Breast biopsies are a common medical procedure used to obtain a tissue sample from your breast for examination under a microscope. The goal of a breast biopsy is to determine whether a suspicious lump, mass or calcification is cancerous or benign. While the thought of having a breast biopsy can be anxiety-provoking, it’s a vital diagnostic test that can help your physician detect breast cancer early. If you’ve been prescribed a breast biopsy, here’s what you need to know to prepare for it.
What to Expect During a Breast Biopsy
There are several types of breast biopsy procedures, including core needle biopsy, vacuum-assisted biopsy, stereotactic biopsy, and surgical biopsy. Each procedure differs in how it’s performed and the size of the tissue sample collected.
In general, breast biopsies are minimally invasive and done as outpatient procedures. Before the biopsy, your doctor will provide you with specific instructions on preparing for the procedure, such as fasting or avoiding certain medications. During the biopsy, you’ll lie on your back, and a local anesthetic will be given to numb the area where the biopsy will be performed.
The physician will use a needle or scalpel to remove the tissue sample through a small incision in the breast. Afterward, a small bandage is placed on the incision site, and you’ll be able to go home the same day.
Recovery after a breast biopsy is usually quick, and most people can resume normal activities within a day or two. However, you should avoid heavy lifting or exercise for a few days to avoid any complications.
Preparing for a Breast Biopsy
If you’ve been scheduled for a breast biopsy, there are several things you can do to prepare:
1. Understand the Procedure
Before the biopsy, talk to your doctor about the reasons for the biopsy and what the procedure involves. Ask your doctor about any possible risks or complications and what you can expect after the procedure.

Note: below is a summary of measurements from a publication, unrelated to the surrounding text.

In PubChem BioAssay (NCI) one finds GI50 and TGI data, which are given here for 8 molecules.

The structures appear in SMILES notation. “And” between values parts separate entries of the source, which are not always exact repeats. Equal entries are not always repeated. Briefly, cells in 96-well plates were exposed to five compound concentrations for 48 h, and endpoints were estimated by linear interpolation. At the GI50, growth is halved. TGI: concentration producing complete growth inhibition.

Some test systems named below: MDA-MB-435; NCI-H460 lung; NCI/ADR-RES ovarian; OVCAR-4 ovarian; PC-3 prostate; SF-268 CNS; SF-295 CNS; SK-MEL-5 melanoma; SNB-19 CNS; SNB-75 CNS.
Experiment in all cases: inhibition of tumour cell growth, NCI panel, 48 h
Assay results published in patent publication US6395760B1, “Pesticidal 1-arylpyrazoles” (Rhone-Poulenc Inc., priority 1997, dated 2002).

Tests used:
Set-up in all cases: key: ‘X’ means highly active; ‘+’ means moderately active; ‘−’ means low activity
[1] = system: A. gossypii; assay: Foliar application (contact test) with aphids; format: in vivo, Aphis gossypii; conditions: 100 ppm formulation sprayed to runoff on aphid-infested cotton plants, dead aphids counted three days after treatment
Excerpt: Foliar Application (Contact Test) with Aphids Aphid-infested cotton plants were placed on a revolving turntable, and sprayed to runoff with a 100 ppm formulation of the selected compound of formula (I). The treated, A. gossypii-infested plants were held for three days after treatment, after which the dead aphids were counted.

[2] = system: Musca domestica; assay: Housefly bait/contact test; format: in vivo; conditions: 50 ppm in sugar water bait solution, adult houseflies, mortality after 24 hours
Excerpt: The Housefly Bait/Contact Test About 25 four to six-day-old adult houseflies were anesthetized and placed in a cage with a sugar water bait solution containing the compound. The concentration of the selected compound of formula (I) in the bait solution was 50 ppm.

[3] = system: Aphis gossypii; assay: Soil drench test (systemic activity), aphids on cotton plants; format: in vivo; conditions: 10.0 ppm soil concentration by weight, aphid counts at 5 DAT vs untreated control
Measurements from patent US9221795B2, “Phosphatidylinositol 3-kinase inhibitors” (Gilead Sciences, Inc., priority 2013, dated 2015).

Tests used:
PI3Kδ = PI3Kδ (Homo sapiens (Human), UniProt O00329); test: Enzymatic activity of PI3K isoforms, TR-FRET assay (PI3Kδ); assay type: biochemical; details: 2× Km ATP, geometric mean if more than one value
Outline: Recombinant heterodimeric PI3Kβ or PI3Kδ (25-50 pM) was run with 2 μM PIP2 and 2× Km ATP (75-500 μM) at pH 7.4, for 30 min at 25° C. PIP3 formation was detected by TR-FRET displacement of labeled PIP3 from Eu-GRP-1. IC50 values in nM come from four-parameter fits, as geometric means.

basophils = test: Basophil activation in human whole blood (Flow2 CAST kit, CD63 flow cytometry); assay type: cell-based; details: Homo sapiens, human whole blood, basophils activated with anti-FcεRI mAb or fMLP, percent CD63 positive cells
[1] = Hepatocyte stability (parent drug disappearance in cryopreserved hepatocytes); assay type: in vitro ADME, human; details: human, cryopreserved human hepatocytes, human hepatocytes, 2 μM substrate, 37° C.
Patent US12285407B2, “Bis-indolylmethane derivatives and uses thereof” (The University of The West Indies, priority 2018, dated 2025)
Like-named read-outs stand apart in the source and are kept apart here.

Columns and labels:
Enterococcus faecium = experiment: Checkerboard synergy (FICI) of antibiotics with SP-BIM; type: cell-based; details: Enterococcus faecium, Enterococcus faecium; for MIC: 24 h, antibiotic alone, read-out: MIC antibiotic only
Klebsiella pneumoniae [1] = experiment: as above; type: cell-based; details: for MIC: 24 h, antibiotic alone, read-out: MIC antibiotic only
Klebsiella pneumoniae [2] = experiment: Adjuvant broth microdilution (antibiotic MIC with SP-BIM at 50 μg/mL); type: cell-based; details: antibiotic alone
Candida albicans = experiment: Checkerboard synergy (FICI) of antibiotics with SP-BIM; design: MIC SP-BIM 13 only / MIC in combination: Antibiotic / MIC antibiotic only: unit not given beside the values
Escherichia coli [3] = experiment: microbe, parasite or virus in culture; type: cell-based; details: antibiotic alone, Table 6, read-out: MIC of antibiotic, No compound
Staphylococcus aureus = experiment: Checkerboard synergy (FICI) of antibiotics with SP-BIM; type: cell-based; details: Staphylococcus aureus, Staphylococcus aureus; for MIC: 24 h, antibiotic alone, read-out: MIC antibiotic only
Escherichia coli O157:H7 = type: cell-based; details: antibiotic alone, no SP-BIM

2. Wear Comfortable Clothes
Wear loose, comfortable clothes that are easy to remove and put on. Avoid wearing any cream or lotion on your breasts.
3. Bring a Support Person Along
Having someone you trust with you can help provide emotional support and can assist you in planning to go home.
4. Ask for Sedation
While local anesthesia is used to numb the breast, you may still feel some pressure or discomfort during the biopsy. If you are nervous or have a low threshold for pain, ask your doctor about sedation options.
5. Avoid Blood Thinners
You should avoid any blood-thinning medication for at least one week before the biopsy. This includes over-the-counter medication such as aspirin and ibuprofen.
6. Anticipate Recovery
You may need to take it easy for a few days after the biopsy, so plan to have someone help with household chores or caring for children, if possible.
Breast biopsies are an important diagnostic test that can help detect breast cancer early. While the procedure can be nerve-wracking, preparing for it ahead of time, understanding the procedure, and having a support person can help ease anxiety. Work with your doctor, as they’ re best equipped to advise you on what to do before and after the biopsy, and what to expect throughout the process.